Babcock & Wilcox’s growing nuclear and bio-energy solutions, combined with J. Ray McDermott’s stable and still growing offshore oil & gas business, doesn’t seem lend a reason as to why McDermott International has dropped more than 50% from their 2008 high of $65. I’m not saying that the company wasn’t overvalued at $65, but for them to still have a strong, unchanged financial position and no deterioration in either business or their respective prospects shows me that the selloff was more a broad brush being painted over an industry. This is a company that suffered less than most (only 5% loss in sales and actually an increase in operating income from 2008 to 2009), but still got beaten down just as much, if not more than, the rest because of the cyclical nature of the industry.
The only real concern is whether or not the US government defaults on its contracts or stops spending money on the nuclear and alternative energy industry because they are, and stand to be for the near future, the biggest customer of Babcock & Wilcox. The question of default is indeed a valid one and something to keep an eye on, but with all of the other wasteful spending in congress and a congressional agreement on the need for alternative energies I don’t believe that they would back out on their recent commitments or even future commitments to the industry. They could cut spending quite a bit with the things that aren’t necessary before they ever got to the things that are necessary to maintain the countries technological dominance, and therefore its growth. (And though I wouldn’t put it past anyone in Congress to cut the necessities and keep the garbage, I am merely assuming that hopefully the reason they got elected was because they had some common sense, not just because they “burned” the other guy worse than he did them).
Anyway, the point I wanted to make was that B&W has tremendous potential and drive to diversify their portfolio in terms of customers with their emerging technologies and the beginning of changing nuclear sentiments globally. Their small modular reactors make the most sense for poorer countries that can't afford to finance a $10 billion dollar conventional reactor. It also reduces the cost because with these reactors there is no need to build a separate storage facility to store waste.
Post-Spin Off Valuations:
Note: I used Ben Graham’s formula for valuing companies, but to be more conservative I used a modified version that was created by fellow seeking alpha contributor, Jae Jun of Old School Value. I wanted to be even more conservative with the numbers for the growth (NYSE:G) and the assumed P/E of a no growth company (the 8.5x to 7x) to be sure that even in a bad case scenario I wasn’t overestimating the value and therefore overpaying. (6% was used for the corporate bond rate, Y)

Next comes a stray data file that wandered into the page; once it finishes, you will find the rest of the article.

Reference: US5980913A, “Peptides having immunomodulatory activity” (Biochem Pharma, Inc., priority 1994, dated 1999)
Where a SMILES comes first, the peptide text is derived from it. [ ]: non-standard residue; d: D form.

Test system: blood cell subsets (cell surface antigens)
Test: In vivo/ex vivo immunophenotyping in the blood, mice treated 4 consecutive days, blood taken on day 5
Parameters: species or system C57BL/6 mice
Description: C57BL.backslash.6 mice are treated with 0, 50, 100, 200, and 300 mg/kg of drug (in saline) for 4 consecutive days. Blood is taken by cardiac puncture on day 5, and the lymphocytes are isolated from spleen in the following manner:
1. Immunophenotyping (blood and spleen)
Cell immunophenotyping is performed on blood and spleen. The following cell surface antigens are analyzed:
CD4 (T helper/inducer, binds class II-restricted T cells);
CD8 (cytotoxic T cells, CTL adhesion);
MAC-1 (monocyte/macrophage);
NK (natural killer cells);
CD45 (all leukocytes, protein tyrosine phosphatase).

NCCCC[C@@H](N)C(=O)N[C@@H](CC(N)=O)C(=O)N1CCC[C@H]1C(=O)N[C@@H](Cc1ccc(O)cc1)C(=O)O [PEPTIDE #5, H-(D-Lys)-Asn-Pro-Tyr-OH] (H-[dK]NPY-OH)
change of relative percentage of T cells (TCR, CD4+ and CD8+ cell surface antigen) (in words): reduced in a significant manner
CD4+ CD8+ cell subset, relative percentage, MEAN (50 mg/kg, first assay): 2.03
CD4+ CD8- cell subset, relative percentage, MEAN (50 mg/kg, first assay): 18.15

Ben Grahams Formula: V = [Norm. EPS x (8.5 + 2G) x (4.4/Y)]
Adjusted Formula: V = [Norm. EPS x (7 + 1.5G) x (4.4/Y)]
J. Ray McDermott:
This is a company that is in a highly competitive, yet stable and still growing market. There is not much of anything to build a moat off of besides maybe reputation, of which J. Ray McDermott has quite a good reputation. The company has always been a pioneer in the offshore engineering and construction field because they regularly complete some of the bigger and deeper water projects before anyone else can, which is a tribute to their technical ability and expertise in the area of offshore drilling.
I cannot say that this will be a business that will grow as it has in the last couple of years, but its also hard to argue that they wont at least grow at a good, consistent rate. There is potential for explosive growth as dependency on deepwater drilling gets more evident, but that is a mere assumption that they will get much of that business and is not something that I would include in a conservative estimate of value.
The normalized EPS numbers for J. Ray McDermott are going to look quite a bit lower than B&W because the spin off distribution gives 1 B&W share for every 2 MDR shares. This means that B&W will have half as many shares by which to divide their earnings among, therefore making their earnings appear much larger in comparison.